High altitude rentals
By Murray Pollok06 April 2021
IRN’s Murray Pollok talks to Aggreko’s Pablo Varela about the particular demands of a goldmine project high in the Chilean Andes mountains.
The energy transition is not just forcing companies to invest in and develop new technology, it is also forging new types of rental contract.
Such is the case for Aggreko, which recently signed a 10-year contract with South African mining company Gold Fields to provide 25.9 MW of solar and diesel power to the new Salares Norte open pit goldmine in Chile.
The hybrid power system will comprise high-altitude diesel gensets and Aggreko Solar Power units.
The gensets – derated because of the height - will each deliver 772kW and provide 15 MW of power, supplemented by a solar panel array generating up to 9.9 MW.
You might wonder why there is no battery storage element to the installation.
The reason, says Pablo Varela, Aggreko’s Latin America Managing Director, is that the 4,500 metre altitude in the Andes mountains creates problems for batteries; “The most sensitive part of the battery is the inverter.
“There is no experience of running them at this altitude. The ambient pressure is too low.”
However, Aggreko is looking at technical solutions for that; “We are studying other options – a pressurised room, or other options. We are looking to do that.”
And that’s where contract flexibility comes in. According to Varela, the possibility that the technical solution might change over the 10-year contract period means that flexibility has to be built into the contract.
“I’m sure that in 10 years the project will be totally different”, says Varelo, “It’s very important to have commercial flexibility to do that…Both companies are very aligned on strategy. We have developed a level of trust between the companies. There is a written down contract, but it’s flexible enough.”
The trust comes from the fact that Aggreko and Gold Fields have worked together before, including the recent installation of a renewable microgrid at the Granny Smith mine in Western Australia.
There will be 40 to 50 Aggreko staff involved in the construction of the power plan, and during operation there are likely to be 10 people working over two shifts. “We can operate plants remotely, but we always want to have people there”, he tells IRN.
The solar array will be on three locations at the site, over an area of 15 hectares, and this itself was a challenge because of the nature of the terrain.
The installation will power the entire mine over its 10 years of production. Construction of the mine has begun, and it should start yielding gold by early 2023.
Aggreko said the power plant will achieve US$7.4 million in cost of energy savings over the next decade and a further $1.1 million in carbon tax offset over the project lifetime, as well as 104,000 tonnes of carbon emissions savings.
“As the energy transition continues to gather pace, our customers are increasingly looking for more flexible power solutions which can reliably support operations whilst reducing carbon emissions and lowering costs”, says Varela.
“Hybrid products, such as the one we are deploying for Salares Norte, enable a reliable and flexible power supply whilst reducing carbon emissions, thanks to the incorporation of Aggreko Solar Power units as part of the system.”
This project is emblematic of current trends in the market for large power projects; “We see it for many of our customers. Gold Fields wants 25% of renewable power on all operations.” This is more than asked for by the Chilean government.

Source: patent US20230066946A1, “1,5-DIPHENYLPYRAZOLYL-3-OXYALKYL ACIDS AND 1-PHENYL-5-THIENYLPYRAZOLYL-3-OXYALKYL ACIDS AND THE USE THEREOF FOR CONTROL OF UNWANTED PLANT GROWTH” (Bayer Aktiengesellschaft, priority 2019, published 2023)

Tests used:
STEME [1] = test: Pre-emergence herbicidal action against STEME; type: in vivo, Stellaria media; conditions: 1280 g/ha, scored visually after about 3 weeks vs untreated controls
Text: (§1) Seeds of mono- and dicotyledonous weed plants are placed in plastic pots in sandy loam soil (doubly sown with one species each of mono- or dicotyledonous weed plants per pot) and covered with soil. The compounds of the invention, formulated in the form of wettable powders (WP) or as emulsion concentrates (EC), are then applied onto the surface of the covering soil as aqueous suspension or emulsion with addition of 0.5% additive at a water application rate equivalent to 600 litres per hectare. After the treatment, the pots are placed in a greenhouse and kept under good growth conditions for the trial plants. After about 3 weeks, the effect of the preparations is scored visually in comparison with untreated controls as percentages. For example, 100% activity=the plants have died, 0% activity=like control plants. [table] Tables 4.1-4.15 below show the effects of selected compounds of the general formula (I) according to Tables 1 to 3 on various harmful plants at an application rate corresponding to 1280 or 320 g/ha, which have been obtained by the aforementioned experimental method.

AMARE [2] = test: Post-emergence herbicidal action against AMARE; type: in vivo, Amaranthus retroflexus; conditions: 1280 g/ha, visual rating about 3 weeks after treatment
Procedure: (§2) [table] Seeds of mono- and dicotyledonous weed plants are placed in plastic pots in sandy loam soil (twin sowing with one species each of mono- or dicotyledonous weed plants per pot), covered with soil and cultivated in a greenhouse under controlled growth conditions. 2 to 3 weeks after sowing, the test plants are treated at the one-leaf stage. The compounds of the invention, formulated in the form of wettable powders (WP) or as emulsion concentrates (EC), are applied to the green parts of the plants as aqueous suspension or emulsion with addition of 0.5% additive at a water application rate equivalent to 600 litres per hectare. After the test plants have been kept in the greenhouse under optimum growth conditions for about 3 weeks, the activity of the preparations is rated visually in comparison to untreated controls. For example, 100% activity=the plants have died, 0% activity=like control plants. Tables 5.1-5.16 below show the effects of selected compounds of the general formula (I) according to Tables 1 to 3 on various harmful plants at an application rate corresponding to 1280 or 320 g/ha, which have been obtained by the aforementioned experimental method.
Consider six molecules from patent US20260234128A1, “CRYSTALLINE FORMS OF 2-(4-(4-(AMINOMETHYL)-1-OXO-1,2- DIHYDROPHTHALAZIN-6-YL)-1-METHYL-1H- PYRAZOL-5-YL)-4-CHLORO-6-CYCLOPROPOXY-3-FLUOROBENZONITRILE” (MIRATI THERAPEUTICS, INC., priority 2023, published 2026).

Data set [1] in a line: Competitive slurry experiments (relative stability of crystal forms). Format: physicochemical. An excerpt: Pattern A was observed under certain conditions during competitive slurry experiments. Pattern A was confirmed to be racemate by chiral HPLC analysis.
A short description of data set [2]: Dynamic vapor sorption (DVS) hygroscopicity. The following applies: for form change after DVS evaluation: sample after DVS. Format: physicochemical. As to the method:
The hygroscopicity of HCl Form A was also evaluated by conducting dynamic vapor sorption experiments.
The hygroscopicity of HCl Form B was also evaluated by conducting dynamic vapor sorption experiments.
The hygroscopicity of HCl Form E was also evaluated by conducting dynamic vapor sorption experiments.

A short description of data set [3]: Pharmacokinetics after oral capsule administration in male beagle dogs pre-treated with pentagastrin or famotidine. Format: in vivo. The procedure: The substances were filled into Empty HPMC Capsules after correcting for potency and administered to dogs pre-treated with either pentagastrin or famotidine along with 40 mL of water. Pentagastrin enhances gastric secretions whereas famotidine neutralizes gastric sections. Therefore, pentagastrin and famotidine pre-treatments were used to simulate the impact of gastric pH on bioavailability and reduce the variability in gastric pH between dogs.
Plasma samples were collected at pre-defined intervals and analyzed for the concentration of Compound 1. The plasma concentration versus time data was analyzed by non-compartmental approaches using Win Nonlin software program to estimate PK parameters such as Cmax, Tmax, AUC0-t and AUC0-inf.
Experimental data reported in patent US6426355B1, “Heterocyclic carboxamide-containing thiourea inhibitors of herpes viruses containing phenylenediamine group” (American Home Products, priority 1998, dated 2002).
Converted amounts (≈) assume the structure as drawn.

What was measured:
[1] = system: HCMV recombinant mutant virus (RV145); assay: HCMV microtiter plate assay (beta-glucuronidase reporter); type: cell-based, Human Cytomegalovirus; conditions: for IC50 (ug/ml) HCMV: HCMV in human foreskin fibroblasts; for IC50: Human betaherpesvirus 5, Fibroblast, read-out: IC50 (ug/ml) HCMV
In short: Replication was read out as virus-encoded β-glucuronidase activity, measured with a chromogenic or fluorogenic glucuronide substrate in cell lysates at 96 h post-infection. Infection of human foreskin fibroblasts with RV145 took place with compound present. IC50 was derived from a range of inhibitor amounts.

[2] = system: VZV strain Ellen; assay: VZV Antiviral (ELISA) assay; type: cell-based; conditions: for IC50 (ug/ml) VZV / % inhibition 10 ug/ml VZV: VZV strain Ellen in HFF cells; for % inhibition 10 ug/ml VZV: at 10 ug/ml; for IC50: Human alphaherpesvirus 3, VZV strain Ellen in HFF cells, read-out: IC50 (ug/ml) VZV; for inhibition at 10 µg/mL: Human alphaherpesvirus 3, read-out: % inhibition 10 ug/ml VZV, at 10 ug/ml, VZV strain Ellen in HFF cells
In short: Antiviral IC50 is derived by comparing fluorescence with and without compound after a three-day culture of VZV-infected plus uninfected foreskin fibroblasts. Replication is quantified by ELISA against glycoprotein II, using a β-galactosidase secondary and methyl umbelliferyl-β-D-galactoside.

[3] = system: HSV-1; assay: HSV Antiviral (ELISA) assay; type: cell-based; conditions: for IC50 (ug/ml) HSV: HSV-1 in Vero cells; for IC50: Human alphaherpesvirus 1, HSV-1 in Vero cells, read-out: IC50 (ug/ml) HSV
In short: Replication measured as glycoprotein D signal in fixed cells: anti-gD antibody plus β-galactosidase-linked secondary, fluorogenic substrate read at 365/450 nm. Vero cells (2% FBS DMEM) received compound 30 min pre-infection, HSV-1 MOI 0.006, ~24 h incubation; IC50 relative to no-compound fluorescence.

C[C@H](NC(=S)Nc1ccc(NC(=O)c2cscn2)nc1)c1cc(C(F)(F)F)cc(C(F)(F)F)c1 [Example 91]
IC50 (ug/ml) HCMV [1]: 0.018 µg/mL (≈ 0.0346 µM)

Aggreko’s largest solar project is a 15 MW installation in Africa; “We don’t compete with 50-100 MW installations”, says Varela, because when you get to that size contracts typically use the EPC [Engineering, Procurement and Construction] model, with government getting finance from a bank.
Varela sees more opportunities for this type of hybrid contract; “In Latin America, there are lots of isolated power plants.
“The Amazon is difficult for solar panels because the land is protected. But in isolated areas the use of solar is increasing. And in the oil and gas sector, onshore, it will also work.”
For Aggreko, what is certain is that revenues from the 25.9 MW of power supplied to Salares Norte will be flowing for 10 years.
What is far less certain is just how that power will be generated.
A positive story - Growth in spite of Covid-19
Although Aggreko’s business in Latin America faced the same Covid-related challenges as rental businesses the world over, Pablo Varela says it managed to grow in certain sectors.
Its business in the region can be split into three categories – local ‘transactional’ work, which would include events; industrial business in mining, oil and gas and petrochemicals; and then larger scale utility contracts up to 100 MW.
Varela says the local rental activities were hit, because of the impact on events and on construction activity, while it actually managed to grow compared to 2019 in the other two sectors.
Varela says oil and gas, for example, was coming back very strongly in the second half of 2020.
As far as construction is concerned, he says Brazil – its biggest market – is improving, but that others are slower, including Argentina, Peru and Mexico.
“Of all, Brazil looks to be reactivating the fastest, even though they are experiencing Covid, of course…The challenge for this year is to ramp up the transactional business.”
For Aggreko, the focus is on larger infrastructure projects with major contractors, rather than on smaller building and construction projects.
There is a lower propensity to rent among these smaller customers than found in other markets around the world, explains Varela, and Aggreko finds itself competing against, smaller, local rental businesses; “In construction, many customers are not looking for a long-term partnership. They are using smaller, local competitors, cheap power.”
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